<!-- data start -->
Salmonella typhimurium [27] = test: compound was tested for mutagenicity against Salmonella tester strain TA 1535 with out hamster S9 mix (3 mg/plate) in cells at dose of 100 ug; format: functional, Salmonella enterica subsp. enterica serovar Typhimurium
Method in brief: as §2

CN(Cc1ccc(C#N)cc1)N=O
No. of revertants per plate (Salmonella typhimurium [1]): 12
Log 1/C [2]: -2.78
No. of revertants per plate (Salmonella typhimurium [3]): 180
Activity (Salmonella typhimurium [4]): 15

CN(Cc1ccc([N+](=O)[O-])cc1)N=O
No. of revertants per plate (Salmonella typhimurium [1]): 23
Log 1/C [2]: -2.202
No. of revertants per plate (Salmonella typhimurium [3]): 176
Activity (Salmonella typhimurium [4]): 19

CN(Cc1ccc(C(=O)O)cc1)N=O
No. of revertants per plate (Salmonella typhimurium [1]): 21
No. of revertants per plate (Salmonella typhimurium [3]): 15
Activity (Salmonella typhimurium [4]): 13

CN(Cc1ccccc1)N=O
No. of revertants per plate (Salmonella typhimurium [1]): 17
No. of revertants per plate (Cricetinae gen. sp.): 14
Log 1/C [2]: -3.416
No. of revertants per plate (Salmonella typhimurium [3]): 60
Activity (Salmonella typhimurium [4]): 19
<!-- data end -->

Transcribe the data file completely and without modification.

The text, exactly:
Salmonella typhimurium [27] = test: compound was tested for mutagenicity against Salmonella tester strain TA 1535 with out hamster S9 mix (3 mg/plate) in cells at dose of 100 ug; format: functional, Salmonella enterica subsp. enterica serovar Typhimurium
Method in brief: as §2

CN(Cc1ccc(C#N)cc1)N=O
No. of revertants per plate (Salmonella typhimurium [1]): 12
Log 1/C [2]: -2.78
No. of revertants per plate (Salmonella typhimurium [3]): 180
Activity (Salmonella typhimurium [4]): 15

CN(Cc1ccc([N+](=O)[O-])cc1)N=O
No. of revertants per plate (Salmonella typhimurium [1]): 23
Log 1/C [2]: -2.202
No. of revertants per plate (Salmonella typhimurium [3]): 176
Activity (Salmonella typhimurium [4]): 19

CN(Cc1ccc(C(=O)O)cc1)N=O
No. of revertants per plate (Salmonella typhimurium [1]): 21
No. of revertants per plate (Salmonella typhimurium [3]): 15
Activity (Salmonella typhimurium [4]): 13

CN(Cc1ccccc1)N=O
No. of revertants per plate (Salmonella typhimurium [1]): 17
No. of revertants per plate (Cricetinae gen. sp.): 14
Log 1/C [2]: -3.416
No. of revertants per plate (Salmonella typhimurium [3]): 60
Activity (Salmonella typhimurium [4]): 19